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What's Behind Mylan's Disappointing Q4 Earnings?

Keith Speights, The Motley Fool

You could easily point out Mylan's (NASDAQ: MYL) trouble spot on a map when the drugmaker reported its third-quarter results in November. The company struggled mightily in the U.S. because of a laundry list of problems. However, things looked much better for Mylan on the international front.

The drugmaker announced its 2018 fourth-quarter results after the market closed on Tuesday. It was another verse of the same tune, but the singing from the U.S. market was even more off-pitch. Here are the highlights from the company's fourth-quarter update. 

A colorful assortment of pills and capsules is spread out over a pile of U.S. hundred-dollar bills.

Image source: Getty Images.

Mylan results: The raw numbers

Metric 

Q4 2018 

Q4 2017 

Year-Over-Year Change

Sales

$3.08 billion $3.24 billion

(4.9%)

Net income from continuing operations

$51.2 million $244.3 million

(79%)

Adjusted earnings per share (EPS)

$1.30 $1.43

(9.1%)

Data source: Mylan.

What happened with Mylan this quarter?

There really wasn't very much good news for Mylan in the fourth quarter. Net sales fell in North America by 16% to $1.1 billion, with lower volumes for existing prices and lower prices to boot. In addition, Mylan continued to feel the negative impact of a restructuring at its manufacturing facility in Morgantown, West Virginia. 

Things looked a little better on the international front. However, European sales increased by only 1% year over year to $1.09 billion. Sales in the rest of the world grew 4% year over year to $851.4 million.

Currency fluctuations also negatively affected Mylan's year-over-year comparisons. The drugmaker stated that European sales increased by 5% and sales in the rest of the world jumped 11% on a constant-currency basis.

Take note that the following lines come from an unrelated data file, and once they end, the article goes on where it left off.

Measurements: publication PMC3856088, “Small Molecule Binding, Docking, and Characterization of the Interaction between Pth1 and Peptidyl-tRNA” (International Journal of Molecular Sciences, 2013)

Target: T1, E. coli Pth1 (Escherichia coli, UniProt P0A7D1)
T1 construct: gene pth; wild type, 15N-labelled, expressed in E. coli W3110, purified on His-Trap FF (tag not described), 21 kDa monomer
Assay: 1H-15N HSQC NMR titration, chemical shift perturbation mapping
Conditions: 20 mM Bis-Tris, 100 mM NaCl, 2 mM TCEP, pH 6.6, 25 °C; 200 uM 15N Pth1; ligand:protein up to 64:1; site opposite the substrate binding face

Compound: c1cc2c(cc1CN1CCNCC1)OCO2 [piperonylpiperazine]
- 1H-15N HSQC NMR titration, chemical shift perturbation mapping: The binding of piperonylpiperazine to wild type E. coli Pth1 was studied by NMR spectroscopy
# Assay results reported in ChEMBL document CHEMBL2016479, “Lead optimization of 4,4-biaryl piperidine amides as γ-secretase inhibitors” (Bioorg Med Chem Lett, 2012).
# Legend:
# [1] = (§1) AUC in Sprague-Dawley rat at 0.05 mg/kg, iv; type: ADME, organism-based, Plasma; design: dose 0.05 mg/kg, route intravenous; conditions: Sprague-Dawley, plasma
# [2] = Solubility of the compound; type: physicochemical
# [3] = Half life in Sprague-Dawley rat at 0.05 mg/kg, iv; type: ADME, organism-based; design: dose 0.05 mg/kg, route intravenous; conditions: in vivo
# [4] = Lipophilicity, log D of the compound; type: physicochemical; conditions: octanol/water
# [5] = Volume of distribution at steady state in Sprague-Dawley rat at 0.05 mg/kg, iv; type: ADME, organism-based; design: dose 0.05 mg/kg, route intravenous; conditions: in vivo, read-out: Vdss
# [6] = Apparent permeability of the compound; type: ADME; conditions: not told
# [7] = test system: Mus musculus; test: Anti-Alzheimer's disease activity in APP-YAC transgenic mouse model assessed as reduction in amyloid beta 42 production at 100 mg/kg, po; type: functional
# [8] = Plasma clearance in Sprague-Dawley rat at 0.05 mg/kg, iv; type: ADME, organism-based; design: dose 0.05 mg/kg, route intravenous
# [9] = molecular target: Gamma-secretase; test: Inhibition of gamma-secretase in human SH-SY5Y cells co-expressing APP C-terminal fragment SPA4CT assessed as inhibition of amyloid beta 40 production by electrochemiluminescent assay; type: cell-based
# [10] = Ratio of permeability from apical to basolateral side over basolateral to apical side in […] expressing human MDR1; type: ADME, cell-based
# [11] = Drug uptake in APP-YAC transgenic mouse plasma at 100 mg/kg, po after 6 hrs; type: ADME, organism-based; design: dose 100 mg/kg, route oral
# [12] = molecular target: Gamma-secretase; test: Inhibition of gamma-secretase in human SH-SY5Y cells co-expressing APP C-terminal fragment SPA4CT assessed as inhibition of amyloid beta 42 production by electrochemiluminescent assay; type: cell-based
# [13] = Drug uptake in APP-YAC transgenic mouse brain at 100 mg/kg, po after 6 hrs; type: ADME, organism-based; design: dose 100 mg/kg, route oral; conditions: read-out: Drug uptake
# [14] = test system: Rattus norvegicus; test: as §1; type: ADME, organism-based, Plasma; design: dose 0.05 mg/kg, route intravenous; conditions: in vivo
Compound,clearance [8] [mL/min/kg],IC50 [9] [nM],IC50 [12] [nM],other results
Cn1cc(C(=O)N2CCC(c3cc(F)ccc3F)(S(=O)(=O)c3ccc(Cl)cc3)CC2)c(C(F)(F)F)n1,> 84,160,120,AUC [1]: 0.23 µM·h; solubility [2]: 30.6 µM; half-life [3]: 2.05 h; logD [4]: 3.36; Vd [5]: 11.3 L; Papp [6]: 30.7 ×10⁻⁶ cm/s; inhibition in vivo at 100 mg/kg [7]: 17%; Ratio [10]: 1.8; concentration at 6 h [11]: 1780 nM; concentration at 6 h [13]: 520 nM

Mylan's GAAP net income deteriorated significantly from the prior-year period. Lower sales played a big role in the earnings decline. However, the company's cost of goods sold also increased although sales fell. And while Mylan reduces its operating costs, it wasn't nearly enough to offset its other problems.

Year-over-year comparisons of adjusted earnings per share, while negative, didn't look as bad as the GAAP numbers. That's primarily because of Mylan's adjustments related to amortization expenses for product rights acquisitions and cost-of-sales adjustments related to its Morgantown facility. 

What management had to say

Mylan CEO Heather Bresch stated:

Our 2018 results were strong, especially in light of the fact that we had lower than expected uptake on generic Copaxone and did not receive our generic Advair approval, demonstrating once again the resiliency of our business model. We adapted quickly and strategically to market conditions, while at the same time remained a leader for the generics industry and an advocate for changes to the current structural issues in the U.S. healthcare system that hinder access to generics.

Looking forward

Better news could be on the way for Mylan. The company provided full-year 2019 guidance that called for revenue between $11.5 billion and $12.5 billion. That's a 5% year-over-year increase at the midpoint of the range.

However, Mylan also expects adjusted EPS between $3.80 and $4.80. The midpoint of that range reflects a 6% decrease from 2018. Why lower earnings with a revenue increase? Mylan plans to invest in sales and marketing and research and development this year. 

Although Mylan's fourth-quarter performance was certainly disappointing, the company's overall business remains healthy. The drugmaker continues to generate strong cash flow. It's reducing its debt load. And Mylan has new products on the way that should boost its revenue by more than $1 billion annually. 

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Keith Speights has no position in any of the stocks mentioned. The Motley Fool recommends Mylan. The Motley Fool has a disclosure policy.